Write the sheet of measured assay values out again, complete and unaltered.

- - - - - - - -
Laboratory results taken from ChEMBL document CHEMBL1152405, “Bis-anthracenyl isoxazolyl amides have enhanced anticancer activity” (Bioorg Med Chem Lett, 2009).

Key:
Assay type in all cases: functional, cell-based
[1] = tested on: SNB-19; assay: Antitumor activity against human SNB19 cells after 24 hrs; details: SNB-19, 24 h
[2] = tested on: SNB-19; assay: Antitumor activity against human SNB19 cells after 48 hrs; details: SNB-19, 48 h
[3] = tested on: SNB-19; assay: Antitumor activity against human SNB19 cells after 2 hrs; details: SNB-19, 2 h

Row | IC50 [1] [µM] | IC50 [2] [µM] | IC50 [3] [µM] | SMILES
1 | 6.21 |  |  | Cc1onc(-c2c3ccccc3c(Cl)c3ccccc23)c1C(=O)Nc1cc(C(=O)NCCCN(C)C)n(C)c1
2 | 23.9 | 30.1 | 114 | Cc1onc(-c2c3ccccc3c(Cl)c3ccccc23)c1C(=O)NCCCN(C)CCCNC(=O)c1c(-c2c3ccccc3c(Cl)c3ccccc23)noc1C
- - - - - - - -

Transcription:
Laboratory results taken from ChEMBL document CHEMBL1152405, “Bis-anthracenyl isoxazolyl amides have enhanced anticancer activity” (Bioorg Med Chem Lett, 2009).

Key:
Assay type in all cases: functional, cell-based
[1] = tested on: SNB-19; assay: Antitumor activity against human SNB19 cells after 24 hrs; details: SNB-19, 24 h
[2] = tested on: SNB-19; assay: Antitumor activity against human SNB19 cells after 48 hrs; details: SNB-19, 48 h
[3] = tested on: SNB-19; assay: Antitumor activity against human SNB19 cells after 2 hrs; details: SNB-19, 2 h

Row | IC50 [1] [µM] | IC50 [2] [µM] | IC50 [3] [µM] | SMILES
1 | 6.21 |  |  | Cc1onc(-c2c3ccccc3c(Cl)c3ccccc23)c1C(=O)Nc1cc(C(=O)NCCCN(C)C)n(C)c1
2 | 23.9 | 30.1 | 114 | Cc1onc(-c2c3ccccc3c(Cl)c3ccccc23)c1C(=O)NCCCN(C)CCCNC(=O)c1c(-c2c3ccccc3c(Cl)c3ccccc23)noc1C